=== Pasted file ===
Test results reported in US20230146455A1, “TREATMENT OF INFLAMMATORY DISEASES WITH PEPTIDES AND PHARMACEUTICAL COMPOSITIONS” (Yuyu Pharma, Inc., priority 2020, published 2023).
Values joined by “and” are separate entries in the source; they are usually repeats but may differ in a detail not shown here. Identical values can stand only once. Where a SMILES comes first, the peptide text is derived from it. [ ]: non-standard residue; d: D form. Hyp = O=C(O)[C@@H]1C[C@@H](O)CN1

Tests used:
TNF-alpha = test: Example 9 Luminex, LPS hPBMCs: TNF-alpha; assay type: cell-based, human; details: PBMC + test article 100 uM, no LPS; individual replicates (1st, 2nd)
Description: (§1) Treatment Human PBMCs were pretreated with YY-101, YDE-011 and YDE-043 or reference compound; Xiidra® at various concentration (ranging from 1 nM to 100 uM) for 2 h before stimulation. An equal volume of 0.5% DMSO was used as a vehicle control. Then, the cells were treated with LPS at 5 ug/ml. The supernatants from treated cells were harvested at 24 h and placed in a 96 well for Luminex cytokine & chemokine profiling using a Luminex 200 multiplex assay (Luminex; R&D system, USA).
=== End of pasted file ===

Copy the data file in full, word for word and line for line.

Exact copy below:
Test results reported in US20230146455A1, “TREATMENT OF INFLAMMATORY DISEASES WITH PEPTIDES AND PHARMACEUTICAL COMPOSITIONS” (Yuyu Pharma, Inc., priority 2020, published 2023).
Values joined by “and” are separate entries in the source; they are usually repeats but may differ in a detail not shown here. Identical values can stand only once. Where a SMILES comes first, the peptide text is derived from it. [ ]: non-standard residue; d: D form. Hyp = O=C(O)[C@@H]1C[C@@H](O)CN1

Tests used:
TNF-alpha = test: Example 9 Luminex, LPS hPBMCs: TNF-alpha; assay type: cell-based, human; details: PBMC + test article 100 uM, no LPS; individual replicates (1st, 2nd)
Description: (§1) Treatment Human PBMCs were pretreated with YY-101, YDE-011 and YDE-043 or reference compound; Xiidra® at various concentration (ranging from 1 nM to 100 uM) for 2 h before stimulation. An equal volume of 0.5% DMSO was used as a vehicle control. Then, the cells were treated with LPS at 5 ug/ml. The supernatants from treated cells were harvested at 24 h and placed in a 96 well for Luminex cytokine & chemokine profiling using a Luminex 200 multiplex assay (Luminex; R&D system, USA).